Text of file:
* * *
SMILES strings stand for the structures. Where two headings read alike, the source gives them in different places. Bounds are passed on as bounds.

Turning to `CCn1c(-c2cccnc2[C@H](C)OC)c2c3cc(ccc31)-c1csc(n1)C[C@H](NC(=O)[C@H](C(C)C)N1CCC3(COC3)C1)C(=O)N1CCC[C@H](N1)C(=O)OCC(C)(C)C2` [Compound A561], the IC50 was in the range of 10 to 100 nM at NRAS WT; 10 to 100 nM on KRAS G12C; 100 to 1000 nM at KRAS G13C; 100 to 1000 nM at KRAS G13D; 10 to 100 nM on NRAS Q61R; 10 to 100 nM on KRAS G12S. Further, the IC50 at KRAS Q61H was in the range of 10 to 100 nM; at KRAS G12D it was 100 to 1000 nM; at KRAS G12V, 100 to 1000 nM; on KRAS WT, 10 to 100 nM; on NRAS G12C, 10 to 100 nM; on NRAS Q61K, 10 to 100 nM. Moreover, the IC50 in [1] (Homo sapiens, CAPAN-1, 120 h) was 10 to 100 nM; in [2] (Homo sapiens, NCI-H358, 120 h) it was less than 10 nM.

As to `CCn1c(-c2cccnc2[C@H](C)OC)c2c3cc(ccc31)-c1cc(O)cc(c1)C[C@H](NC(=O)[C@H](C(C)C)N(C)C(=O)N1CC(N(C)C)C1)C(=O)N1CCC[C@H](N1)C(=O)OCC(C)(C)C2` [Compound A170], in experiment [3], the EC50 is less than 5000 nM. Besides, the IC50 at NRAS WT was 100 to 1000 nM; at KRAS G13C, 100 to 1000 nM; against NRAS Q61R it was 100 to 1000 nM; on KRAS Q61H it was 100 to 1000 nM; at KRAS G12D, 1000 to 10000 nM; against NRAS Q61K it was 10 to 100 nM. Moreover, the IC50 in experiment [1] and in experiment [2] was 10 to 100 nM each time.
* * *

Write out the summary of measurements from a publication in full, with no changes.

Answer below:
SMILES strings stand for the structures. Where two headings read alike, the source gives them in different places. Bounds are passed on as bounds.

Turning to `CCn1c(-c2cccnc2[C@H](C)OC)c2c3cc(ccc31)-c1csc(n1)C[C@H](NC(=O)[C@H](C(C)C)N1CCC3(COC3)C1)C(=O)N1CCC[C@H](N1)C(=O)OCC(C)(C)C2` [Compound A561], the IC50 was in the range of 10 to 100 nM at NRAS WT; 10 to 100 nM on KRAS G12C; 100 to 1000 nM at KRAS G13C; 100 to 1000 nM at KRAS G13D; 10 to 100 nM on NRAS Q61R; 10 to 100 nM on KRAS G12S. Further, the IC50 at KRAS Q61H was in the range of 10 to 100 nM; at KRAS G12D it was 100 to 1000 nM; at KRAS G12V, 100 to 1000 nM; on KRAS WT, 10 to 100 nM; on NRAS G12C, 10 to 100 nM; on NRAS Q61K, 10 to 100 nM. Moreover, the IC50 in [1] (Homo sapiens, CAPAN-1, 120 h) was 10 to 100 nM; in [2] (Homo sapiens, NCI-H358, 120 h) it was less than 10 nM.

As to `CCn1c(-c2cccnc2[C@H](C)OC)c2c3cc(ccc31)-c1cc(O)cc(c1)C[C@H](NC(=O)[C@H](C(C)C)N(C)C(=O)N1CC(N(C)C)C1)C(=O)N1CCC[C@H](N1)C(=O)OCC(C)(C)C2` [Compound A170], in experiment [3], the EC50 is less than 5000 nM. Besides, the IC50 at NRAS WT was 100 to 1000 nM; at KRAS G13C, 100 to 1000 nM; against NRAS Q61R it was 100 to 1000 nM; on KRAS Q61H it was 100 to 1000 nM; at KRAS G12D, 1000 to 10000 nM; against NRAS Q61K it was 10 to 100 nM. Moreover, the IC50 in experiment [1] and in experiment [2] was 10 to 100 nM each time.